Chapter 7 Textbook Notes

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Published on 1 Oct 2011
School
UTSC
Department
Sociology
Course
SOCA02H3
Chapter 7 Text Book Notes
-For last 3 decades Canadian constantly place crime among the top 3 of the social issues that concern
them.
- Crime in general & violent crime in particular is on the rise.
- Majority of Canadian adults feel the courts are too lenient with offenders (young offenders
in particular).
-Crime simply indicates a technical violation of criminal law.
-Sociologists consider how Social Definitions, Social Relationships & Social Conditions lead to crime
events & labeling by law.
SOCIAL DEFINITION
A)TYPES OF C&D (CRIME & DEVIANCE)
-Deviance – Breaking a norm (not breaking social average but a socially accepted norm/rule of
behaviour.
Deviant acts are punished formally & informally.
Informal Punishment – Mild – eyebrow raise, gossip, shaming or stigmatization (negatively
evaluated because of a marker of difference, distinguishing them from others EX: hair, looks,
appearance, name)
Formal Punishment – results from breaking law(norms enforced by govt bodies EX: prisontime,
community service hours)
Types of deviant crimes classified in 3 dimensions (John Hagan)
1) Severity of social response – murder will result in severe social response such as life
imprisonment or even capital punishment, whereas wearing a nose ring brings mild social reaction
(disapproval of slight deviation from norms).
2) Perceived harmfulness – “PERCEIVED” not actual. Sexual assaults-seen as very harmful &
tattoos are regarded as harmless. EX: COCACOLA contained cocaine, now cocaine is illegal a
change in people’s perception of harmfulness.
3) Degree of public disagreement – disagreement between people. People argue about whether
marijuana should be illegal considering the fact that it also aids cancer patients with their pain &
nausea. EX: definition of murder varies across cultures & societies (killing newborns in Inuit
communities-not a crime – helps save scarce resources. A workers death at work due to safety reasons,
highly debatable, “Accidental” should the company be held responsible?)
Four types of C&D s – (John Hagan)
1) Social Diversions – minor acts of deviancy EX: Fads & Fashions (blue hair, piercings) evoke
most mild social reactions such as amusement or disdain. Usually harmless
2) Social Deviations – more serious acts, subjected to institutional sanctions (more people agree
these are deviant acts & somewhat harmful) EX: Japanese school banning long hair that was punished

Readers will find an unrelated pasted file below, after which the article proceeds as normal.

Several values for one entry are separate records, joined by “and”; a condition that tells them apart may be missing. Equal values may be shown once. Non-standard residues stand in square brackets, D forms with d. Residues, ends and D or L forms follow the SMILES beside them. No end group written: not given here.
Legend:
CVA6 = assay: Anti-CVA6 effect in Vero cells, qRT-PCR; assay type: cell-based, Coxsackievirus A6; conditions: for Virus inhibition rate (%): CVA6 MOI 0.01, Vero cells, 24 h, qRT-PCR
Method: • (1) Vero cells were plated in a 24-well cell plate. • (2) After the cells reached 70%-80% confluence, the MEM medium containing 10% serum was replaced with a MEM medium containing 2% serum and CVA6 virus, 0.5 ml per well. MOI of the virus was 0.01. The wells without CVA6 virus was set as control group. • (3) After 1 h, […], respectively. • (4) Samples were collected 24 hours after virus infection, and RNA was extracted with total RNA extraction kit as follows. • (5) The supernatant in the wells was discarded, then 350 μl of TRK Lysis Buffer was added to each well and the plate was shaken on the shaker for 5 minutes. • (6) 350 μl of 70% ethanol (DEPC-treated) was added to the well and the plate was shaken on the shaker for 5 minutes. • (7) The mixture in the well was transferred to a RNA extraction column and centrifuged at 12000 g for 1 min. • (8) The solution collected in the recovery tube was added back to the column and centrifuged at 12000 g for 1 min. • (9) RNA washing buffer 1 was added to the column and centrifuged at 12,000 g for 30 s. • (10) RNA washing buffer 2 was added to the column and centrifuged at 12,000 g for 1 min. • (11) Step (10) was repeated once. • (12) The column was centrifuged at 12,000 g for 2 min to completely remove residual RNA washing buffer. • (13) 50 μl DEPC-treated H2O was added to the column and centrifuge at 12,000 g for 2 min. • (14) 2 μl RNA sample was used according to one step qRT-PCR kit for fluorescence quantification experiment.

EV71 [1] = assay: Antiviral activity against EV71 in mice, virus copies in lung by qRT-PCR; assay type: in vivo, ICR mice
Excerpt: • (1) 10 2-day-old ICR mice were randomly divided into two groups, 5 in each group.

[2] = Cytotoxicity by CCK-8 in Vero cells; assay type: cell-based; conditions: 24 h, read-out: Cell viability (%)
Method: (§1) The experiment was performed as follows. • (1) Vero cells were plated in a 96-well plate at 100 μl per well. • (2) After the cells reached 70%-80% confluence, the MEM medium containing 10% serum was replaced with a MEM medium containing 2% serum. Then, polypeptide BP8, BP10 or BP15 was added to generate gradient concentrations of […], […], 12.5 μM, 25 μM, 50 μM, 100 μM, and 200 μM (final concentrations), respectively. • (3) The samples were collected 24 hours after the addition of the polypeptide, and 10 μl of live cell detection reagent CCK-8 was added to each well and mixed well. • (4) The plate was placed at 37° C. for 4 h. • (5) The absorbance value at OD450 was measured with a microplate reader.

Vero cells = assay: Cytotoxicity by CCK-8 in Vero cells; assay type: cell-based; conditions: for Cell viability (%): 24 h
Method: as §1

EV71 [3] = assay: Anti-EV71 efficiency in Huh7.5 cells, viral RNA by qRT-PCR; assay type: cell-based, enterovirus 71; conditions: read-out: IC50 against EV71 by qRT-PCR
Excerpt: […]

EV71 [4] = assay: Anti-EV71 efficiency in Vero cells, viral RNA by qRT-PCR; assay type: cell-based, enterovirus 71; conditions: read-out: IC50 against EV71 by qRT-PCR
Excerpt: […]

by a humiliating public haircut.
3) Conflict Crimes – deviant crimes defined as illegal by state, but in a wider society the issue is
controversial EX: tax on beard in Russia under Tsar Peter – since it symbolized russia’s past instead
of future.(classified as a crime only in Russia; harmed Russia because it represented Russia’s past)
4) Consensus Crimes – “bad” crimes, very little controversy or debate about them. Great majority
of people support punishment for these crimes. EX: a peasant sporting the haircut of a warrior (brings
social order of Japan in question, breaking the caste system rules)
THEY ALL SHOW THAT PEOPLE’S CONCEPTION OF C&D VARIES OVER TIME &
BETWEEN SOCIETIES (EX: HAIR STYLE CAN BE A MATTER OF LIFE & DEATH.)
B ) POWER & SOCIAL CONSTRUCTION OF C&D
Social Constructionism – school of sociological thought that emphasizes various social problems
including crime as not inherent in certain actions themselves, instead some people are in a position to
create norms/laws that stigmatize other people.
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Document Summary

For last 3 decades canadian constantly place crime among the top 3 of the social issues that concern them. Crime in general & violent crime in particular is on the rise. Majority of canadian adults feel the courts are too lenient with offenders (young offenders in particular). Crime simply indicates a technical violation of criminal law. Sociologists consider how social definitions, social relationships & social conditions lead to crime events & labeling by law. Deviance breaking a norm (not breaking social average but a socially accepted norm/rule of behaviour. Informal punishment mild eyebrow raise, gossip, shaming or stigmatization (negatively evaluated because of a marker of difference, distinguishing them from others ex: hair, looks, appearance, name) Formal punishment results from breaking law(norms enforced by govt bodies ex: prisontime, community service hours) (john hagan) Sexual assaults-seen as very harmful & tattoos are regarded as harmless.